The New Immigration


In 1886 the statue of "Liberty Enlightening the World," a gift from
the people of France, was dedicated by President Grover Cleveland. Set at
the entrance to New York, the statue was just in time to greet the biggest
migration in global history.
 Between 1880 and World War I, about 22 million men, women, and
children entered the United States. More than a million arrived in each of
the years 1905, 1906, 1907, 1910, 1913, and 1914.
 Not everyone had to travel in steerage. Passengers who could
afford the expense paid for first- or second-class quarters. Upon arrival
these immigrants were examined by courteous officials who boarded the ships
at anchor. But those in steerage were sent to a holding center for a full
physical and mental examination. The facility at Ellis Island which opened
in 1892 could process up to 5,000 people a day. On some days between 1905
and 1914 it had to process more than 10,000 immigrants a day.
 Many arrivals had left their homelands to escape mobs who attacked
them because of their ethnicity, religion, or politics. The German,
Russian, Austro-Hungarian, and Ottoman (Turkish) empires ruled over many
different peoples and nationalities and often cruelly mistreated them.
 Until 1899, U.S. immigration officials asked arrivals which nation
they had left, not their religion or ancestry. So oppressed people were
listed under the countries from which they fled. Armenians who escaped
from Turkey were recorded as Turks, and Jews who had been beaten by mobs in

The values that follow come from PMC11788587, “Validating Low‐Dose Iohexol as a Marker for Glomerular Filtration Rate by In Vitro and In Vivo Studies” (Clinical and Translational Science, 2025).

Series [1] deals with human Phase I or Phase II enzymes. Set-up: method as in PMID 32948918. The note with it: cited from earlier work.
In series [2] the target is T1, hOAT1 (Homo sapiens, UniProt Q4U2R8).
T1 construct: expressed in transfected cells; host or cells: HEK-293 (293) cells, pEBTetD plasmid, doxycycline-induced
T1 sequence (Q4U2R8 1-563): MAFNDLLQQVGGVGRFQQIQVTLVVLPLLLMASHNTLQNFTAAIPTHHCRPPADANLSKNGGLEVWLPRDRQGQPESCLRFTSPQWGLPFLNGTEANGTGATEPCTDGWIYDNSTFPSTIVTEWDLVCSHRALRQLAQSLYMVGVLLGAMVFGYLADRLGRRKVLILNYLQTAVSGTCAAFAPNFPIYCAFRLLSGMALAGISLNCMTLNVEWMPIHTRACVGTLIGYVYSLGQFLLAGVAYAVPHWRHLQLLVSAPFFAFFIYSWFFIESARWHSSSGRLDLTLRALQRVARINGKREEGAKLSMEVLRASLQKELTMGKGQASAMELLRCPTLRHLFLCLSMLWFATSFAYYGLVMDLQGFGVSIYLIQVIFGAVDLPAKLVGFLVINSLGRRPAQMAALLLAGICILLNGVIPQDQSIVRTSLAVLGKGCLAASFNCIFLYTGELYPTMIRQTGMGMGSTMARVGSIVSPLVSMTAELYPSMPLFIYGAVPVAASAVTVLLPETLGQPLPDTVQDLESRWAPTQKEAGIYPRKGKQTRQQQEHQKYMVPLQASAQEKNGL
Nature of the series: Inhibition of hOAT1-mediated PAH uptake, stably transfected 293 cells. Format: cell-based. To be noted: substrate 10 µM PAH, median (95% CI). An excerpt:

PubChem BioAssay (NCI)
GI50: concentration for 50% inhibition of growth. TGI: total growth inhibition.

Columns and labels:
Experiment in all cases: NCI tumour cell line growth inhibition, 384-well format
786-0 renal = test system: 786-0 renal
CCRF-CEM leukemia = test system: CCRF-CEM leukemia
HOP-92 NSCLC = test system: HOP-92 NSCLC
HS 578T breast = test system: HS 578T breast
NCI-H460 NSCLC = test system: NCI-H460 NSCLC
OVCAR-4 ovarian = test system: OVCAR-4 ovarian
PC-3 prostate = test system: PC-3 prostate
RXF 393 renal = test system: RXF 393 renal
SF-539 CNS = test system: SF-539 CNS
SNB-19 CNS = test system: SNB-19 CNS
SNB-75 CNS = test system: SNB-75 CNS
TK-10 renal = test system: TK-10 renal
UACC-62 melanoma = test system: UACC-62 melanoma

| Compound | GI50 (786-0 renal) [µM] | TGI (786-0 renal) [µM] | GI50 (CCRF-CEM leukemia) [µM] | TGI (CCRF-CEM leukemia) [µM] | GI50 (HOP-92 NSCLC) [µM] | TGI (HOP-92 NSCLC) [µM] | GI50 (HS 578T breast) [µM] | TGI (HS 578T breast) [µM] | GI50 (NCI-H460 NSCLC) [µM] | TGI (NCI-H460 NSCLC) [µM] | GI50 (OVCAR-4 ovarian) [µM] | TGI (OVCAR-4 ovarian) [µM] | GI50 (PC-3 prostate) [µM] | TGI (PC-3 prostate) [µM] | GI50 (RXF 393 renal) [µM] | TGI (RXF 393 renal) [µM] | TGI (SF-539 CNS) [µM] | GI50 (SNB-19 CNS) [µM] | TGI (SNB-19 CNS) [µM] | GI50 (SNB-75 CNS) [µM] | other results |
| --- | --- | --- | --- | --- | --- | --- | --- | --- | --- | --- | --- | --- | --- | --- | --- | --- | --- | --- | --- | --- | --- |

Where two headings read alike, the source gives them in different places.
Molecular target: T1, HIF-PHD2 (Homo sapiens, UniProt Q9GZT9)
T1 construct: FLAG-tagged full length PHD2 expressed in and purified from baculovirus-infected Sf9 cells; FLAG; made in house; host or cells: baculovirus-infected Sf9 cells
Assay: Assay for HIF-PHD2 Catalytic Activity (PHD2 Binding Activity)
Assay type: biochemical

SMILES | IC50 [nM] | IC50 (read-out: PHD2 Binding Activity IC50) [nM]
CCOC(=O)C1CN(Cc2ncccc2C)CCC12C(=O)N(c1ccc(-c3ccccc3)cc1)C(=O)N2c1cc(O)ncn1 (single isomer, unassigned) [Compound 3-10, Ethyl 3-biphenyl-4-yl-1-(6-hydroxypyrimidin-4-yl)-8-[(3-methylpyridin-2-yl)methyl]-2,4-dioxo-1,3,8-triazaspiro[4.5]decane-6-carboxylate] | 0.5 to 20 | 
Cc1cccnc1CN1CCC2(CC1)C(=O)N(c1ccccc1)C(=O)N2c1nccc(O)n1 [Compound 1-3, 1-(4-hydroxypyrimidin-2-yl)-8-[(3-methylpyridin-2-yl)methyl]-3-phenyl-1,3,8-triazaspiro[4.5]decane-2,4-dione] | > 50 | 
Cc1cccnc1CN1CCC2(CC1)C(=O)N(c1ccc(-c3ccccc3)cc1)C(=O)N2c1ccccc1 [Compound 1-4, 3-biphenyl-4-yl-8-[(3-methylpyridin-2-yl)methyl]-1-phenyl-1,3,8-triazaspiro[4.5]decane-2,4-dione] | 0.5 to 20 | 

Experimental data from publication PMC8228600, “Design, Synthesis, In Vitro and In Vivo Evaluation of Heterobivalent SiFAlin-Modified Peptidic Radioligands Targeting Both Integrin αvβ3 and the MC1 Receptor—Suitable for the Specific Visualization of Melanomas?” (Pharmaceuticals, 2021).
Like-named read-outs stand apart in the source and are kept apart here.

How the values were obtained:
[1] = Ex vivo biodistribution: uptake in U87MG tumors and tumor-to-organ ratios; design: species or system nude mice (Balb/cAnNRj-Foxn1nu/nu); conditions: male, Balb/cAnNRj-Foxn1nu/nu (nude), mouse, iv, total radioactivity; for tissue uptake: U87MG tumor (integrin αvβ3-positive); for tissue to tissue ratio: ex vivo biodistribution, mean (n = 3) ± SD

Russia were listed as Russians.
 This so called "new immigration" was different in many other ways
from previous immigration. For the first time, Catholic an Jewish
immigrants outnumbered Protestants, and still other arrivals were Muslims,
Buddhists, or Greek or Russian Orthodox church members.
 Until 1897, 90 percent of all overseas immigrants had come from
Protestant northern and western Europe. Many of these nations had
democratic traditions and education systems. Even among the poor, many had
spent a few years in school or had acquired some industrial skills on the
job, and more than a few spoke English. Many of these men and women
settled in agriculture regions of the Untied States. Their goal was to buy
readily available land and start small family farms.
 The people of the new immigration differed from earlier arrivals on
other ways. Very few spoke English, and some could not read or write any
language. Most were Catholic, but ten percent were Jewish.
 All of this was soon proved to be not true. Only one third were
actually illiterate, and 90 percent of those who could not speak English
learned to do in less than ten years after they arrived. Their stamina
helped make America an industrial giant and the world's economic power.

 The new immigrants came at a turning point in American growth.
Bosses rarely knew their workers. Class animosity often divided management
and labor.
 Corporations showed little interest in their workers. Instead,
these business sought to maximize profits.
 To lower wages, plant managers often tried to pit one racial,
religious, or ethnic minority against another to keep the pot of hostility
boiling. A labor paper reported that employers were "keeping up a constant
war of the races." Bosses placed spies among their employees so they could
report "troublemakers" - any who urged workers to organize unions.

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